BoE Governor Carney walked back hawkish guidance, saying that “any prospective increases in Bank Rate would be expected to be at a gradual pace and to a limited extent, and be consistent with monetary policy continuing to provide substantial support to the economy.” He also stressed that there “remain considerable risks to the UK outlook, which include the response of households, businesses, and financial markets to developments related to the process of EU withdrawal.” More specifically on Brexit, Carney argued that the “de-integration effects” of Brexit can be expected to be “inflationary.” Carney is evidently displeased with the markets reaction to the BoE’s statement last week, where markets seemed to run with the hawkish soundbites while ignoring the dovish soundbites. The pound, on the ebb after the outsized gains of last Thursday and Friday, declined further as markets responded to Carney’s remarks. Prospects for a “dovish tightening” should keep a lid on the pound’s upside potential.


    BOC Gov Council Member Lane held out a gradualist fig leaf to the market, or at least that is how his speech and comments were interpreted by GoCs and the loonie, as yields dropped and USD-CAD jumped to two-week high. The Deputy Governor, in a Q&A with the audience following his speech, said the BoC will take the Canadian Dollar into account “strongly,” according to Bloomberg news. The Bank does not know how the economy will react to higher rates. The policy rate is still low relative to neutral levels, and rates below neutral are still appropriate given risks. The current level of interest rates are “exceptional.” Unlike the Fed, BoC speakers have spoken with one voice, so Lane’s outing is interesting following last week’s defense of the Bank’s communication strategy between July and September and Wilkins’ reminder that all meetings are “live.” Lane himself reiterated that all meetings are live. There is plenty here to suggest they will take a breather next month and perhaps shift to a more gradualist strategy. That being said, more firm data would tip the balance in favour of a rate hike, given that each announcement is “live.” Note that Poloz speaks on September 27th, and he will take questions from the press. Today’s speech does significantly trim the odds for a move next month however.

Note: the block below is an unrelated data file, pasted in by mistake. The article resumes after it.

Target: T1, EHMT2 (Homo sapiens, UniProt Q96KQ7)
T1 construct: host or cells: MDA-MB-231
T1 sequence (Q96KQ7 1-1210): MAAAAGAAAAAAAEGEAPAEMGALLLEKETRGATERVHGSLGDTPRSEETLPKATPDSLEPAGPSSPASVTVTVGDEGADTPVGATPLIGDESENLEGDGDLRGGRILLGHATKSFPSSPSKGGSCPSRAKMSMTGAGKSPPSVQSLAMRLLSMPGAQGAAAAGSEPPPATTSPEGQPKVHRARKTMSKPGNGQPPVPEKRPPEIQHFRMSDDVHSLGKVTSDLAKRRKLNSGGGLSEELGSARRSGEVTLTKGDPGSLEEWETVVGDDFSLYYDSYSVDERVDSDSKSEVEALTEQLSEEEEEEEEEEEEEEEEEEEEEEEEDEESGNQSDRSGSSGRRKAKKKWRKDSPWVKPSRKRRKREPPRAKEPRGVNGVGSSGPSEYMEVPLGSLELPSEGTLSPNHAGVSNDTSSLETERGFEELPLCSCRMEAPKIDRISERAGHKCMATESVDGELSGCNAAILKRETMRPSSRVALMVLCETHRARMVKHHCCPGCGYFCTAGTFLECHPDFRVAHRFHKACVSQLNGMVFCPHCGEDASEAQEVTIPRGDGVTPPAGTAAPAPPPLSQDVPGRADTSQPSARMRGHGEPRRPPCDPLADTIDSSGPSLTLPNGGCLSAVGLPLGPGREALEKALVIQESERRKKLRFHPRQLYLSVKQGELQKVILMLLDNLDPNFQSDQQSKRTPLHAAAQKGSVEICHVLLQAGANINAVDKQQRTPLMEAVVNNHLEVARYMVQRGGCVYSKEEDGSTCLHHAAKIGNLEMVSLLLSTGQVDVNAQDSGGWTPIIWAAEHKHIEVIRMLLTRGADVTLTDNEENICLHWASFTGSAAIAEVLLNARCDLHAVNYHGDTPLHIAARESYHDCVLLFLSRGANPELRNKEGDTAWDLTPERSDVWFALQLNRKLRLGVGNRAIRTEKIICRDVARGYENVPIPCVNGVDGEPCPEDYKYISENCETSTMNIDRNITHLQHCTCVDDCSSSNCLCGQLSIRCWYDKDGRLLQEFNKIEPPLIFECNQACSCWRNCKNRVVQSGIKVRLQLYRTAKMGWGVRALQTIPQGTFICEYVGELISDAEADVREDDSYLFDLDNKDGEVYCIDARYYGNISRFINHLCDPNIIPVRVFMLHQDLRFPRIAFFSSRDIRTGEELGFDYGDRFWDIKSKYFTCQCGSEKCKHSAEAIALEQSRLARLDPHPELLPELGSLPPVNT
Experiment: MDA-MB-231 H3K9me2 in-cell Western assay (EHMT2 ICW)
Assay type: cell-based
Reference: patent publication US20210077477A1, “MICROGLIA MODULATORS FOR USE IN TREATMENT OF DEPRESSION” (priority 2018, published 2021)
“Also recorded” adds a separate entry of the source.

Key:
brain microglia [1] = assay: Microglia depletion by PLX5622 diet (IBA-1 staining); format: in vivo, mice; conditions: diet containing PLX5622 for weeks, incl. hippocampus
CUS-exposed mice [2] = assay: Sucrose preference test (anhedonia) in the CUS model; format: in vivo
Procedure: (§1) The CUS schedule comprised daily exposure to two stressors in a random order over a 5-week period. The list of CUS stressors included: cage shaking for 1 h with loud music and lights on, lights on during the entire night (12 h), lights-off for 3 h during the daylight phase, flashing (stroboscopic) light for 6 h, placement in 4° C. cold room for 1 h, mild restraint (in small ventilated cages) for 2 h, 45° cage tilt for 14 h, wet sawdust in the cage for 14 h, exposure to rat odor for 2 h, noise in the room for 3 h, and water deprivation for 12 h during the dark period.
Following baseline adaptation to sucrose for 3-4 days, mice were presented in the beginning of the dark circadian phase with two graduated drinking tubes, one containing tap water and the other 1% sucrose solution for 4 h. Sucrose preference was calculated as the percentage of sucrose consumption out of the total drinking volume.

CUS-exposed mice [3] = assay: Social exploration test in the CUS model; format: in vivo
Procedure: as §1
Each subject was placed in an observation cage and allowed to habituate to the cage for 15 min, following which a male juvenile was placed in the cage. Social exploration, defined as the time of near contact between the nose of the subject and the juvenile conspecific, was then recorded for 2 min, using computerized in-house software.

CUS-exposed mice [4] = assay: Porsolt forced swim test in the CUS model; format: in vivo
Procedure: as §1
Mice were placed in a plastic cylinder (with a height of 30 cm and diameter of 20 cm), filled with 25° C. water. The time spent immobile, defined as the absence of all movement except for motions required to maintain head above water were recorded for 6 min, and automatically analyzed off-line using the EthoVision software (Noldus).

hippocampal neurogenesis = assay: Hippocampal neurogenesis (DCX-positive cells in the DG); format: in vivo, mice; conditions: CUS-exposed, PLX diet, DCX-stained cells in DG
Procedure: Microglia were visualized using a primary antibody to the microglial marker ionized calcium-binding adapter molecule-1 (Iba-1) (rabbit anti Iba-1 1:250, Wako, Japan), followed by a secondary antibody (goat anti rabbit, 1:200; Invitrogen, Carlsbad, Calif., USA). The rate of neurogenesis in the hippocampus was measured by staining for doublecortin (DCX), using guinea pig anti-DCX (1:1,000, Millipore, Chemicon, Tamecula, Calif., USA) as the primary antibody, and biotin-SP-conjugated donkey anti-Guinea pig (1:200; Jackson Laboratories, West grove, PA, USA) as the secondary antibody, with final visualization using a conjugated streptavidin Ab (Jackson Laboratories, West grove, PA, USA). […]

Main Macro Events Today


    German ZEW – A slight improvement in the expectations reading to 12.5 from 10.0 in the previous monthis anticipated, indicating that optimists still outnumber pessimists and that confidence stabilised slightly in line with stocks, after being hit by geopolitical risks in the previous survey round. Even if the ZEW comes in much weaker than anticipated, it would only support the arguments of the doves at the ECB, who are reluctant to commit to an end date for QE just yet, while a stronger than expected number is unlikely to prompt a majority for Weidmann’s push to end QE.


    US Housing Stats – August housing starts are projected to dip modestly to 1.150 mln after tumbling 4.8% to 1.155 mln in July. Risk is to the downside due to disruptions from Harvey.


    Canada Manufacturing – Manufacturing shipments values, are expected to reveal a 1.5% m/m drop in July after the 1.8% decline in June. This projection is supported by a tremendous 4.9% plunge in export values during July. Prices played a role however, with the IPPI down 1.5% (m/m, nsa). Hence the decline in the manufacturing shipment volume measure may be less pronounced.


    Always trade with strict risk management. Your capital is the single most important aspect of your trading business.


    Please note that times displayed based on local time zone and are from time of writing this report.


    Want to learn to trade and analyse the markets? Join our webinars and get analysis and trading ideas combined with better understanding on how markets work.



    Andria Pichidi
    Market Analyst
    Hot-Forex



    Disclaimer: This material is provided as a general marketing communication for information purposes only and does not constitute an independent investment research. Nothing in this communication contains, or should be considered as containing, an investment advice or an investment recommendation or a solicitation for the purpose of buying or selling of any financial instrument. All information provided is gathered from reputable sources and any information containing an indication of past performance is not a guarantee or reliable indicator of future performance. Users acknowledge that any investment in FX and CFDs products is characterized by a certain degree of uncertainty and that any investment of this nature involves a high level of risk for which the users are solely responsible and liable. We assume no liability for any loss arising from any investment made based on the information provided in this communication. This communication must not be reproduced or further distributed without our prior written permission.